I am sure i have seen some citroen's of old with spare tyres over the engine??
And god forbid the Talbot Samba :o
Cheers

Kevin
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frosty
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Postby frosty » Fri Jun 25, 2004 2:42 am

G'day Colin,
the normal mod down here in OZ is to use a tank from a Ford Escort MK2 van... you have to change the angle of the filler pipe slightly, but hey presto, 10 Gallons!! With regard to the spare tyre , the tank does stand slightly taller than the morris but all you then do is raise the timber shelf accordingly. Hope this is a help to you
Cheers from sunny Australia!! :D

Chris Morley
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Postby Chris Morley » Fri Jun 25, 2004 2:36 pm

G'day to you Frosty and welcome to the board . I'm sure a Winter's day in Queensland is better than our British summer.... :-?

Interesting that a mk2 Escort van's tank is the same shape as a Moggie. Unfortunately in the UK I bet that 99% of them became razor blades before the end of the 1990s.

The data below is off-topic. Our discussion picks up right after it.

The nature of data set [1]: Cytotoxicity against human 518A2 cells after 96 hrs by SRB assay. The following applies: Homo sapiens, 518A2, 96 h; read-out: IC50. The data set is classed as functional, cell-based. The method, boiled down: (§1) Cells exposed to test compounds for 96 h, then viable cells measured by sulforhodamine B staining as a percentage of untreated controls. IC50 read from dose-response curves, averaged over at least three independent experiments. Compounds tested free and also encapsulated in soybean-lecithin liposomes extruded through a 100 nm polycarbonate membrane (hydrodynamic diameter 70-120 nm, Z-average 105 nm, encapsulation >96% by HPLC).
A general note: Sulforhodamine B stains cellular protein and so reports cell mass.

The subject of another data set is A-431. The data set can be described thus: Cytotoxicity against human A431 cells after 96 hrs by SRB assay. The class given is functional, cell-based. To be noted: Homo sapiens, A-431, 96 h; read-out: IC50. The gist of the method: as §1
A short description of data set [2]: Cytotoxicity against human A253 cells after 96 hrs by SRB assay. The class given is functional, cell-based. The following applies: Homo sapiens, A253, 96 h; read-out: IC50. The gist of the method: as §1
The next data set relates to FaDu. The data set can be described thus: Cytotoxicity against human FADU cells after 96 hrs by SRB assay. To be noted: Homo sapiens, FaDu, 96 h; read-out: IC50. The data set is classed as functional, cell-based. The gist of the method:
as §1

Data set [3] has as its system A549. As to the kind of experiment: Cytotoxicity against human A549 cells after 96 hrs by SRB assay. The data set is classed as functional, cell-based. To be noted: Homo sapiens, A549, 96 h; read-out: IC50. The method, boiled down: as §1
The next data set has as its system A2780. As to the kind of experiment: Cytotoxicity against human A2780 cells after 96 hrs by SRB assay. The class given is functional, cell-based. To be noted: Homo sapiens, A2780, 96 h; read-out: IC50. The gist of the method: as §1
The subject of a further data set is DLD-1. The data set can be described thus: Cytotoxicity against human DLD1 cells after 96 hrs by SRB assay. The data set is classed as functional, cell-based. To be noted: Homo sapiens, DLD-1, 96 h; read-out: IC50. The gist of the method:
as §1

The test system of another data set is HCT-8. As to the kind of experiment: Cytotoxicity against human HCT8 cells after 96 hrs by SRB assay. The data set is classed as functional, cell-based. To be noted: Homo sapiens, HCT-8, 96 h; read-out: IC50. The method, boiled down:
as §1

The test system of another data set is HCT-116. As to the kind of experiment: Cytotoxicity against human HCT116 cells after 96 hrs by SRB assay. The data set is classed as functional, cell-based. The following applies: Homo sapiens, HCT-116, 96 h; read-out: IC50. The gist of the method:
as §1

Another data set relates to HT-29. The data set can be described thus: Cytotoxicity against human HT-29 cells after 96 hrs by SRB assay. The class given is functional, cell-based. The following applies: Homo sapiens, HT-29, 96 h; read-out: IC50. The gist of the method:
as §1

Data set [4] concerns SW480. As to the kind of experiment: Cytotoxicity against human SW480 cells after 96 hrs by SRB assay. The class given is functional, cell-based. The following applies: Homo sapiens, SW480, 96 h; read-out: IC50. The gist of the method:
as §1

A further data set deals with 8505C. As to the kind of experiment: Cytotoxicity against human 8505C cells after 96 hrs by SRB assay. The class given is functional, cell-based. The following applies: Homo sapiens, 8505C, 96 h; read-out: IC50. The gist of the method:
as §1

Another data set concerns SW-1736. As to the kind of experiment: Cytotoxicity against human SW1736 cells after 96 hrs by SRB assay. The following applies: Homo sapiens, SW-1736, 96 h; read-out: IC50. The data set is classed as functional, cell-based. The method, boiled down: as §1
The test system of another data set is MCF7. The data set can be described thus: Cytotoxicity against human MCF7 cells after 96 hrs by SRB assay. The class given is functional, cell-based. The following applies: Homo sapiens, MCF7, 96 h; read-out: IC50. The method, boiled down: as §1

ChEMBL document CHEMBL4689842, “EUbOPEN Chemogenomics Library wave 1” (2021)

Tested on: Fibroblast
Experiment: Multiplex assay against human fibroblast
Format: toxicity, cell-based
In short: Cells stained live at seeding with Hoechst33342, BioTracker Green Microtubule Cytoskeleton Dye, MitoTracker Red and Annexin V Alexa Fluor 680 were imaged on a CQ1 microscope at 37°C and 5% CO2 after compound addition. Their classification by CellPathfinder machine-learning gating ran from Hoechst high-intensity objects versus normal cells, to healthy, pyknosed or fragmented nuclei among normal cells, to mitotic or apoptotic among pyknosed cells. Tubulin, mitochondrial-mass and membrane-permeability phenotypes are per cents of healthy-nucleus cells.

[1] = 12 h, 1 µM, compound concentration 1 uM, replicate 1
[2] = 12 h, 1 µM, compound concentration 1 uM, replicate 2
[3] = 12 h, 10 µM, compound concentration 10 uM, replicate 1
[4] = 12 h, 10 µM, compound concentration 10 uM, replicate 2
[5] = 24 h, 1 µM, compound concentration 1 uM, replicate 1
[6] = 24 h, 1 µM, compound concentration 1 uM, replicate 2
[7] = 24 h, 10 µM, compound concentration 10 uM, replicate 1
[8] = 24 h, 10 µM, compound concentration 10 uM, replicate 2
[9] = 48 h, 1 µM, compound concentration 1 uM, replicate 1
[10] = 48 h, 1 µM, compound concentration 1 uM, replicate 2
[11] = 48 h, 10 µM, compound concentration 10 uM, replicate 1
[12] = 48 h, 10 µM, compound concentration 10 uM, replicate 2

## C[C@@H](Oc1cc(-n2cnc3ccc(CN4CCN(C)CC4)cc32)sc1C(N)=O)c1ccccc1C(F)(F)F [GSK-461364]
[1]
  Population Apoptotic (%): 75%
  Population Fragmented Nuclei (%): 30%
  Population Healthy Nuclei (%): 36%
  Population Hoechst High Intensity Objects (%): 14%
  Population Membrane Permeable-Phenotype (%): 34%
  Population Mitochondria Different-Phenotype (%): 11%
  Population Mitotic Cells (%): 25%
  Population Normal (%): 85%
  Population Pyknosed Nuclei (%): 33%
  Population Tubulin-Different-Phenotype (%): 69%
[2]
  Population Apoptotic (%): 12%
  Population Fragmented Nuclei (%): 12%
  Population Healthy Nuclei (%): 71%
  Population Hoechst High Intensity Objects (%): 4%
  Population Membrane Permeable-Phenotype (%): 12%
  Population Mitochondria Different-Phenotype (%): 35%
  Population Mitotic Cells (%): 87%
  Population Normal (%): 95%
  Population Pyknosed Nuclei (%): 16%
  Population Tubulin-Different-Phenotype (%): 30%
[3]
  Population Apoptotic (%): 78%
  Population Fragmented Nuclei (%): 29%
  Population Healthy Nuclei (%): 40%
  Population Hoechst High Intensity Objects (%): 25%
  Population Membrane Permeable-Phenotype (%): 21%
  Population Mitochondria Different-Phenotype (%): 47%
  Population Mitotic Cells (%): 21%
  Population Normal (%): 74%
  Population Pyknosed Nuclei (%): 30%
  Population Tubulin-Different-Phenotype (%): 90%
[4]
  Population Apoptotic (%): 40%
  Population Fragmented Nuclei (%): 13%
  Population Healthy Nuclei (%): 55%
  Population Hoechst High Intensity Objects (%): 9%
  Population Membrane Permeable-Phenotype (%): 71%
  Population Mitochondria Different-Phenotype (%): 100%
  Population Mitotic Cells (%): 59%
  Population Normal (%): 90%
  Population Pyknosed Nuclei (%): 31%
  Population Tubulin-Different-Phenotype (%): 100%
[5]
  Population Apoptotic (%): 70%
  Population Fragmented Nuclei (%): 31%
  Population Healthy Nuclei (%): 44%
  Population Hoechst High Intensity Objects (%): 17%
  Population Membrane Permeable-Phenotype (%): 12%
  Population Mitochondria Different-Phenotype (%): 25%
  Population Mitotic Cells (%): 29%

mollythemoggie
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Re:

Postby mollythemoggie » Mon May 28, 2018 9:41 pm

frosty wrote:
Fri Jun 25, 2004 2:42 am
G'day Colin,
the normal mod down here in OZ is to use a tank from a Ford Escort MK2 van... you have to change the angle of the filler pipe slightly, but hey presto, 10 Gallons!! With regard to the spare tyre , the tank does stand slightly taller than the morris but all you then do is raise the timber shelf accordingly. Hope this is a help to you
Cheers from sunny Australia!! :D


Heya Frosty just wondering how do you go about changing the angle of the filler pipe and also what do you do about a fuel level sender?